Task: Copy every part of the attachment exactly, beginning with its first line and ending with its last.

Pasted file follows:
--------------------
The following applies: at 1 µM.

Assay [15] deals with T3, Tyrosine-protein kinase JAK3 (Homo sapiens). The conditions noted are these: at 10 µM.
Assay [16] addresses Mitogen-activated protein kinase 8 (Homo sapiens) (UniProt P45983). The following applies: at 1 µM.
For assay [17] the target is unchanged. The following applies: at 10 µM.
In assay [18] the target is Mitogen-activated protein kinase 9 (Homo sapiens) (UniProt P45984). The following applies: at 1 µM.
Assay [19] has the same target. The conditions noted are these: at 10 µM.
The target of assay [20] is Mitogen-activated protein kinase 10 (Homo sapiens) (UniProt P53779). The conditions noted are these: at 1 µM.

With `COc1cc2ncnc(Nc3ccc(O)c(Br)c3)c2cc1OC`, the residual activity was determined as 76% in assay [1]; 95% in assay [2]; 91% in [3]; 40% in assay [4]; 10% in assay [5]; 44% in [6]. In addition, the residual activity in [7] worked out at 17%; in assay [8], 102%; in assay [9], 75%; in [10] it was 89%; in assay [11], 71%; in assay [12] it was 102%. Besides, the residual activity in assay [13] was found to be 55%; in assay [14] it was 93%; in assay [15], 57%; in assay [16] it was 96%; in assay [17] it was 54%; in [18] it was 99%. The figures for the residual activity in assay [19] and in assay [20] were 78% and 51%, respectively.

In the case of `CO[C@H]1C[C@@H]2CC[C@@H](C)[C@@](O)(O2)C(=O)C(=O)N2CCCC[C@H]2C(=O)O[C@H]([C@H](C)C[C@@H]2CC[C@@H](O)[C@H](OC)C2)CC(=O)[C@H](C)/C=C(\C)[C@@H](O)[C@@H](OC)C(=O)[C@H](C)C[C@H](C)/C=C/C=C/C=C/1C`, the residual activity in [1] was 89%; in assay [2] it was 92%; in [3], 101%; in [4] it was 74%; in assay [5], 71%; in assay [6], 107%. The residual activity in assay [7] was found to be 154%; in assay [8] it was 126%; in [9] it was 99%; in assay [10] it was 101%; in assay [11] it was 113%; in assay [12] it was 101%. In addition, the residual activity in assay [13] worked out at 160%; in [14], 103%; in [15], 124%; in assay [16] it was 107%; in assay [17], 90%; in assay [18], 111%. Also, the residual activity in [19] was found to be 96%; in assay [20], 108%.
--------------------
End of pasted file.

The following applies: at 1 µM.

Assay [15] deals with T3, Tyrosine-protein kinase JAK3 (Homo sapiens). The conditions noted are these: at 10 µM.
Assay [16] addresses Mitogen-activated protein kinase 8 (Homo sapiens) (UniProt P45983). The following applies: at 1 µM.
For assay [17] the target is unchanged. The following applies: at 10 µM.
In assay [18] the target is Mitogen-activated protein kinase 9 (Homo sapiens) (UniProt P45984). The following applies: at 1 µM.
Assay [19] has the same target. The conditions noted are these: at 10 µM.
The target of assay [20] is Mitogen-activated protein kinase 10 (Homo sapiens) (UniProt P53779). The conditions noted are these: at 1 µM.

With `COc1cc2ncnc(Nc3ccc(O)c(Br)c3)c2cc1OC`, the residual activity was determined as 76% in assay [1]; 95% in assay [2]; 91% in [3]; 40% in assay [4]; 10% in assay [5]; 44% in [6]. In addition, the residual activity in [7] worked out at 17%; in assay [8], 102%; in assay [9], 75%; in [10] it was 89%; in assay [11], 71%; in assay [12] it was 102%. Besides, the residual activity in assay [13] was found to be 55%; in assay [14] it was 93%; in assay [15], 57%; in assay [16] it was 96%; in assay [17] it was 54%; in [18] it was 99%. The figures for the residual activity in assay [19] and in assay [20] were 78% and 51%, respectively.

In the case of `CO[C@H]1C[C@@H]2CC[C@@H](C)[C@@](O)(O2)C(=O)C(=O)N2CCCC[C@H]2C(=O)O[C@H]([C@H](C)C[C@@H]2CC[C@@H](O)[C@H](OC)C2)CC(=O)[C@H](C)/C=C(\C)[C@@H](O)[C@@H](OC)C(=O)[C@H](C)C[C@H](C)/C=C/C=C/C=C/1C`, the residual activity in [1] was 89%; in assay [2] it was 92%; in [3], 101%; in [4] it was 74%; in assay [5], 71%; in assay [6], 107%. The residual activity in assay [7] was found to be 154%; in assay [8] it was 126%; in [9] it was 99%; in assay [10] it was 101%; in assay [11] it was 113%; in assay [12] it was 101%. In addition, the residual activity in assay [13] worked out at 160%; in [14], 103%; in [15], 124%; in assay [16] it was 107%; in assay [17], 90%; in assay [18], 111%. Also, the residual activity in [19] was found to be 96%; in assay [20], 108%.